After classification is complete, the PSE proceeds to power the PD. The 802.3at and bt standards introduced the concept of negotiating power over the data path once the PD is powered, a technique called link layer discovery protocol (LLDP). The PoE standards divide power into different levels called classes. Each class has a maximum power put onto the cable from the PSE and a maximum power delivered to the PD. In addition, the PSE assigns a class to the PD, which might be lower than the class requested by the PD. If the PD draws more power than the assigned class, the PSE will disconnect it. It is important for the system controller in any PoE PD design to check the assigned class and adjust the PD system power draw accordingly. With this simple check, the PD system can ensure reliable operation under all conditions.

Modern PoE ICs and development tools simplify another key challenge of PoE applications, the DC/DC converter. While the ~50 V used in PoE reduces the current in the Ethernet cable, the majority of PD systems being powered by PoE operate at a much lower voltage, such as 5 V or 3.3 V. This presents the designer with the burden of designing a DC/DC power conversion stage. Fortunately, many PoE PD ICs now integrate a high-efficiency DC/DC controller and provide development boards for many common PoE PD DC/DC converters. (See Figure 2.) This single-chip solution allows designers to focus on the three key aspects of the PoE DC/DC supply: isolation, efficiency and EMI.

Figure 2. Two twisted pairs power PoE system

If a PoE PD system requires isolation, this drives the power supply topology choice. PoE operates on a safe, low voltage. However, if any metal in a connector or case is exposed to the end user, then isolation is required to protect the end user from accidental shock. In addition, if the PD system has any communication connector with a ground pin, such as USB or UART, isolation is needed. These are general guidelines; consult with a safety expert before making any decisions on isolation.

With the isolation decision made, the next consideration is the DC/DC power supply configuration, called the topology. Most non-isolated designs needing 13 W or less use a simple buck topology, which is inexpensive but cannot be isolated. Above 13 W of power, a flyback converter provides better efficiency, adds the option of isolation, but is more complex than a buck converter. At the new, high power levels introduced by the 802.3bt standard, many systems use a forward converter to maintain high efficiency when the system needs more than 51 W of power.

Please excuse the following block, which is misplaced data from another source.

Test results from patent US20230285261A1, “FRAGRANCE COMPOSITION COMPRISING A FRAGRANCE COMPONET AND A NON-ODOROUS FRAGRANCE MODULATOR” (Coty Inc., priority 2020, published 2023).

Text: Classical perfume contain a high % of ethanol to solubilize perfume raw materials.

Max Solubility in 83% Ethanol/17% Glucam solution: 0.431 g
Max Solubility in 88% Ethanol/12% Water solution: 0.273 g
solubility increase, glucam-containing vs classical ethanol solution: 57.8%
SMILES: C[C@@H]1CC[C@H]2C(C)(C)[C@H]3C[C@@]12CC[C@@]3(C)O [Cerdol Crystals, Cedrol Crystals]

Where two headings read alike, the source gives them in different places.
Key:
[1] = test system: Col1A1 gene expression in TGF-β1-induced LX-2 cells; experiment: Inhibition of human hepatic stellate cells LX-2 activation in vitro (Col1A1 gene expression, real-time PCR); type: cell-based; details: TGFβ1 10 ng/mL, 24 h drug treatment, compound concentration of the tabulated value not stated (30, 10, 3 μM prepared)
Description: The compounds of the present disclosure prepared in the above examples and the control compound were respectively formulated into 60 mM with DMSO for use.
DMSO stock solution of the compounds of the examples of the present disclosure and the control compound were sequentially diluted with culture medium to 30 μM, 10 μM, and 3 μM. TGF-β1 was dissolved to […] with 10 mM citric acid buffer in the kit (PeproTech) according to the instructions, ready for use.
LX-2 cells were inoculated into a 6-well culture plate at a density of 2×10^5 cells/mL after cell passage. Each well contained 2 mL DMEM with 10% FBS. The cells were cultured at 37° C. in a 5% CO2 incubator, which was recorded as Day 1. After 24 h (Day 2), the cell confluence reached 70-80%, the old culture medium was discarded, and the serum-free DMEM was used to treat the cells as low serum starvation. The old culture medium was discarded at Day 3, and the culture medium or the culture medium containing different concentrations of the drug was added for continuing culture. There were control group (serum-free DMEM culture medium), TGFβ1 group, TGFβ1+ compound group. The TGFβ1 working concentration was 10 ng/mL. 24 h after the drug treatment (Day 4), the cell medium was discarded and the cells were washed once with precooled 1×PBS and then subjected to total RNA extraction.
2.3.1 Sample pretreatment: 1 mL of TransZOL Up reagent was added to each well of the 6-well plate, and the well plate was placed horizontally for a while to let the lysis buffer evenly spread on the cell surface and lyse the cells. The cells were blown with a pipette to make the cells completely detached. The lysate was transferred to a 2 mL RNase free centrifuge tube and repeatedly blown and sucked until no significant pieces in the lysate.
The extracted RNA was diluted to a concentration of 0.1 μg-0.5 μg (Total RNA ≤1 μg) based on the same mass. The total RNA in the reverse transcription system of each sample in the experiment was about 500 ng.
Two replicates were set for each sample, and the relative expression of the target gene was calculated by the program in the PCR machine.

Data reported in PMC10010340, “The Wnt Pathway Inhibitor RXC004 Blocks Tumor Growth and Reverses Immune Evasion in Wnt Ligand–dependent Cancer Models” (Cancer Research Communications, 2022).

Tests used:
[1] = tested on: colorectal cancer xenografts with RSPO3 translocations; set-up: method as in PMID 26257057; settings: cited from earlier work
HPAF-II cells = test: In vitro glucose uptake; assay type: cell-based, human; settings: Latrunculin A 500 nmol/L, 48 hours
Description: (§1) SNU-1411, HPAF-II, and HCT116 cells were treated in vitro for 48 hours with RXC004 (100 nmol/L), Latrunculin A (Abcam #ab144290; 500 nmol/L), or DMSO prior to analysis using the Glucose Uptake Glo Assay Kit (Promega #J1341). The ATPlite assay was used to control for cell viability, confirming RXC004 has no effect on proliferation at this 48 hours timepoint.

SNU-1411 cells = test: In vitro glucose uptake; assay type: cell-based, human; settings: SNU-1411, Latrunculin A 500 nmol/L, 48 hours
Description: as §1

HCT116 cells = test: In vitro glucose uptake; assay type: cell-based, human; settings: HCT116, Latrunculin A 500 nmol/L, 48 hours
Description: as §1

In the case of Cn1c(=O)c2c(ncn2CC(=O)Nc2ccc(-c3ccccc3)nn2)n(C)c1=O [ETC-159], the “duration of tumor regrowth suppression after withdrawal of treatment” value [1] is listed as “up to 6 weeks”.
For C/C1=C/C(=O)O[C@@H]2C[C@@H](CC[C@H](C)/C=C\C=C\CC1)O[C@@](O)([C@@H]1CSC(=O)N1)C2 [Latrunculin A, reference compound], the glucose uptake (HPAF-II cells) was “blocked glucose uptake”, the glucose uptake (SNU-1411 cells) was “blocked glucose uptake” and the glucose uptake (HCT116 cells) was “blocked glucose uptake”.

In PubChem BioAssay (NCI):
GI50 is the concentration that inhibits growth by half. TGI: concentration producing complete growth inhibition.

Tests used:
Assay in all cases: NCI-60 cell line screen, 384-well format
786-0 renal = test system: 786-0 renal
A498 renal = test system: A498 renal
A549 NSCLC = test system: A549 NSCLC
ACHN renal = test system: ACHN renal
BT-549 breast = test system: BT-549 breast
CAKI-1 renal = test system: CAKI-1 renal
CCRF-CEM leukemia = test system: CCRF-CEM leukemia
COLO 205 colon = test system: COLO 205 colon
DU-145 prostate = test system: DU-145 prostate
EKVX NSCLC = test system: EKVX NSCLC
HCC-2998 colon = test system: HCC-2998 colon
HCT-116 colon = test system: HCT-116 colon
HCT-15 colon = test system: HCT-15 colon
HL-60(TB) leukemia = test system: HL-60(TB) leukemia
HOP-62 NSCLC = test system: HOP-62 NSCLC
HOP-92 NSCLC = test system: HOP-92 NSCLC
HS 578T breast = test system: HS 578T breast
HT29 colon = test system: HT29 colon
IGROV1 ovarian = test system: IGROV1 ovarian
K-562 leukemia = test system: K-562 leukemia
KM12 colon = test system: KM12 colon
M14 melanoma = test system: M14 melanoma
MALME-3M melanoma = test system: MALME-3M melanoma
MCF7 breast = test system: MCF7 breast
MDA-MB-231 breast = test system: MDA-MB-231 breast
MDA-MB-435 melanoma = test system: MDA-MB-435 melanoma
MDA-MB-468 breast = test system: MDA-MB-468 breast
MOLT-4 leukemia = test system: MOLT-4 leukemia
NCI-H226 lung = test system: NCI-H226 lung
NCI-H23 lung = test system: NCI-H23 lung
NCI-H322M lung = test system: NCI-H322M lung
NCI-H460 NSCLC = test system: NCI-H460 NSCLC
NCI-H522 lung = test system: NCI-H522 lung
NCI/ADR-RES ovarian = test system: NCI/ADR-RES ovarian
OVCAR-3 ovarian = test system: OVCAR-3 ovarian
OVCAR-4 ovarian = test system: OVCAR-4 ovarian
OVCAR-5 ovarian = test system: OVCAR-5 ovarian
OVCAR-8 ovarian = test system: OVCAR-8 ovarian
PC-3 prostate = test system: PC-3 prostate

Finally, the DC/DC supply must pass stringent EMI requirements for the end product to be sold globally. This is one of the most challenging aspects of DC/DC power supply design, and involves a mixture of adjusting layout, adding snubber circuits, and adjusting magnetics designs. The DC/DC controller integrated in many PoE ICs adds features to improve EMI performance, such as PWM frequency spreading. With all of the choices, decisions and adjustments needed for a DC/DC converter, the easiest way for a new designer to get started is to leverage a reference design or evaluation board. Most PoE IC vendors provide multiple isolated and non-isolated designs that can be leveraged in an end system design. Some even provide an EMI test report for the design (see Figure 3), proving their PoE IC and converter design will pass EMI when properly adjusted. The DC/DC converter presents a key challenge for any PoE design. However, the latest PoE ICs, development boards and support material make this more accessible than ever.

Figure 3. Radiated emissions test results for Silicon Labs Si34061 5V, 30W PoE EVB

As more devices need power and data, PoE’s ability to add power over standard Ethernet cables resonates louder with designers and end customers. To realise these new opportunities, PoE IC vendors have made it easier than ever to comply with the IEEE standards, efficiently step down the PoE voltage and reduce EMI. Likewise, Ethernet switch manufacturers have made PoE a standard option common in many commercial installations. This presents designers with a unique opportunity to realise the potential of higher power smart Internet-connected devices by simply adding an Ethernet port with PoE. Power and data arrive on a single, easy-to-install cable without batteries to change or signal integrity to monitor.